The 1 in 4: Sweet Baby James

When my wife, Betty, was pregnant with our third child back in 2014, she started carrying extra amniotic fluid at about 22 weeks. By 32 weeks, she looked like she was 40 weeks pregnant. Everyone asked her if she was carrying twins, but in reality, something was wrong.

The baby had what’s called Duodenal Atresia, which is where the stomach is not connected to the intestines. For those of you who don’t know, the baby basically produces the amniotic fluid, then drinks it, and it gets recycled back into amniotic fluid. But because the stomach and intestines weren’t connected, the baby couldn’t process the fluid, so Betty’s belly just kept filling up with more.

This was not considered a life-threatening issue, but it did make it a High Risk pregnancy, and we had several visits with Maternal Fetal. We also decided to have the MaterniT21 test done, which tests for things such as Downs Syndrome, as Duodenal Atresia is a symptom of Downs. We just wanted to be prepared.

But nothing could prepare us for the worst.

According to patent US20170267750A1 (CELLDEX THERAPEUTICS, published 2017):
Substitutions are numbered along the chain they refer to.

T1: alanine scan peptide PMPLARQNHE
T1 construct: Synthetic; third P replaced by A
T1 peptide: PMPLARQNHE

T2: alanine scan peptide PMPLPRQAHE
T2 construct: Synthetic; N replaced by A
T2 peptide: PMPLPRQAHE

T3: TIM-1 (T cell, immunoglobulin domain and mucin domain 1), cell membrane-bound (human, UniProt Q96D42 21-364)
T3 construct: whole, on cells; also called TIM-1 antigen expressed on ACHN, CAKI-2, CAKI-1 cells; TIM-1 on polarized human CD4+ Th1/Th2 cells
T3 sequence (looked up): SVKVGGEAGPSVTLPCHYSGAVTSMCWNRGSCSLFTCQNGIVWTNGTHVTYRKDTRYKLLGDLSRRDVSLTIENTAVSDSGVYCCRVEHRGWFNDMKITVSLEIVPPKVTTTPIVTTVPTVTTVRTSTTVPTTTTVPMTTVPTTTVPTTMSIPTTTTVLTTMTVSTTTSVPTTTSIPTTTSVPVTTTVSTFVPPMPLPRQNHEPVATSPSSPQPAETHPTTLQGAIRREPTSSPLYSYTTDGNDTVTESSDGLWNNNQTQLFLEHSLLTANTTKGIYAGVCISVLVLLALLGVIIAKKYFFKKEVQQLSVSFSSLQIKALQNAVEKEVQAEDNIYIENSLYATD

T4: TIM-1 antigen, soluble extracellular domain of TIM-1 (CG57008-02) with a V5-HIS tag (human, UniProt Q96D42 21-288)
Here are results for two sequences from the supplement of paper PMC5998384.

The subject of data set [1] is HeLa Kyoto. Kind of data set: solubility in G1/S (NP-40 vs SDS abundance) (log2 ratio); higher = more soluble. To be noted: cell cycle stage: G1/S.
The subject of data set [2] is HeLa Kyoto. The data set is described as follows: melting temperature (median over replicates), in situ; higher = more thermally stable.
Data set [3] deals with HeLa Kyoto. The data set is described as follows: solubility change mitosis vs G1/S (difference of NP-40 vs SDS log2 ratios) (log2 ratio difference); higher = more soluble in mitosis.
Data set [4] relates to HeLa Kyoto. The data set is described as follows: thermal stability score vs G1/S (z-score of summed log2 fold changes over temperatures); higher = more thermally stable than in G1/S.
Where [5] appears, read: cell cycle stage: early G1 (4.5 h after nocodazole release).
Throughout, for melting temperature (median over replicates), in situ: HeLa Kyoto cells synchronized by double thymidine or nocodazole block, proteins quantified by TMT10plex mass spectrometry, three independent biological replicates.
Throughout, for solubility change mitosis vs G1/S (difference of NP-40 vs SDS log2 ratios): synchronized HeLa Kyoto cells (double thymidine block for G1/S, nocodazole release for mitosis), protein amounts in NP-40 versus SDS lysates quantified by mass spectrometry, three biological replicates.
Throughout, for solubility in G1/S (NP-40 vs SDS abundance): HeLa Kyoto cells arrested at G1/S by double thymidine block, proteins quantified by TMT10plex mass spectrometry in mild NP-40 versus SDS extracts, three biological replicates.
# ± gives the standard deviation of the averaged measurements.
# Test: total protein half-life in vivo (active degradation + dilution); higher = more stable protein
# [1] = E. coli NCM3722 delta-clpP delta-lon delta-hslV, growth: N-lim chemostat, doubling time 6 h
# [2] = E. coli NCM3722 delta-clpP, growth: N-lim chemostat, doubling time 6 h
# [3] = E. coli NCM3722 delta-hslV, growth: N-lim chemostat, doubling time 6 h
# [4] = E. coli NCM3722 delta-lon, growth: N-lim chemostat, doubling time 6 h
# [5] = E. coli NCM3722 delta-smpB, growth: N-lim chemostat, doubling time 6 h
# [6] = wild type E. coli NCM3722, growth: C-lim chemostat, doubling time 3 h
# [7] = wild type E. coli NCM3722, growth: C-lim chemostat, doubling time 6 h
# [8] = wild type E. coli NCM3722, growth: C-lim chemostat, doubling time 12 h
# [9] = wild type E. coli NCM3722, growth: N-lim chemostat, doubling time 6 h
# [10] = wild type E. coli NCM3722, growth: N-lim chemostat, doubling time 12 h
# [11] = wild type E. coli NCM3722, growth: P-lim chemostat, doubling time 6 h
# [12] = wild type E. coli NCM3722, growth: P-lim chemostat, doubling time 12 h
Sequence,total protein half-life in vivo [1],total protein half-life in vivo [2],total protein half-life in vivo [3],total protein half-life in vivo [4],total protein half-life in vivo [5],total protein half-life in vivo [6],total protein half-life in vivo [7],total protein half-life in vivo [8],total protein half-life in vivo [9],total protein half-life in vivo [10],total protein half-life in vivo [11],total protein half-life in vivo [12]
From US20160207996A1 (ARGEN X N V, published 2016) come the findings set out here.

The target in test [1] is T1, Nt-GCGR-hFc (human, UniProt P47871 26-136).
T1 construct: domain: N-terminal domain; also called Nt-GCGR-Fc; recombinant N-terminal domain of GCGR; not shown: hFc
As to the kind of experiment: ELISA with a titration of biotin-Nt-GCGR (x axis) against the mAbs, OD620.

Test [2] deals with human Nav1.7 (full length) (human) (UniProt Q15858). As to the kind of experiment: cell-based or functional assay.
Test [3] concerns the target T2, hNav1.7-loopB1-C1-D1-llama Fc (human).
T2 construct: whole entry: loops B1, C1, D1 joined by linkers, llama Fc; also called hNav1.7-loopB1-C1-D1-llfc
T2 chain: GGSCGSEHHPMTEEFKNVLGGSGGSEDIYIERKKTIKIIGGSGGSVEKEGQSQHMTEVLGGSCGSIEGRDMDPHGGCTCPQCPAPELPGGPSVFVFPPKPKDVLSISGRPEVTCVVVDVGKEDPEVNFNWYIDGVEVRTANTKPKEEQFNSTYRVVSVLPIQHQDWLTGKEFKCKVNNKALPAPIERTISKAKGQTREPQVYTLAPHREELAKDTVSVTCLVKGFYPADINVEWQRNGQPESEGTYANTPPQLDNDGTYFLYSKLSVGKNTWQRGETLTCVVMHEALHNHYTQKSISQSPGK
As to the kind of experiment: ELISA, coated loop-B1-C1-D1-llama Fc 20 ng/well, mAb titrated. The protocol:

My beautiful baby boy, James Richard Tanory, was born into Heaven on Wednesday, June 4, 2014, at 34.5 weeks.

I held him in my arms almost six hours after we discovered that his heart was no longer beating. We discovered it while looking at his lifeless body on the ultrasound monitor at Maternal Fetal. Seeing and hearing the heart beat have been my two favorite things when accompanying Betty to ultrasounds and doctor visits for all four of my children. "It never gets old," as I like to say, and I saw right away that my baby's heart wasn't beating. It was an awful, terrifying moment that I will never forget. James' heart wasn't beating, but mine was. I could feel my heart throbbing throughout my entire body and up into my throat. I knew something was wrong.

When the ultrasound technician excused herself halfway through the process to get the doctor, Betty and I feared for the worst. Betty said she hadn't seen the baby move. I told her I hadn't seen the heart beat. We were both very scared. I told her everything would be OK. But of course it wasn’t.

When our doctor told us that he had bad news - that the baby's heart was no longer beating - Betty cried. I held her in disbelief. I naively thought that it would be all right, that we could get his heart beating again, that we would do an emergency C-section and then breathe life into him or that by some miracle my baby would be OK. I was in disbelief that just the week before we could see the baby hiccupping on the ultrasound, and now my baby was not moving.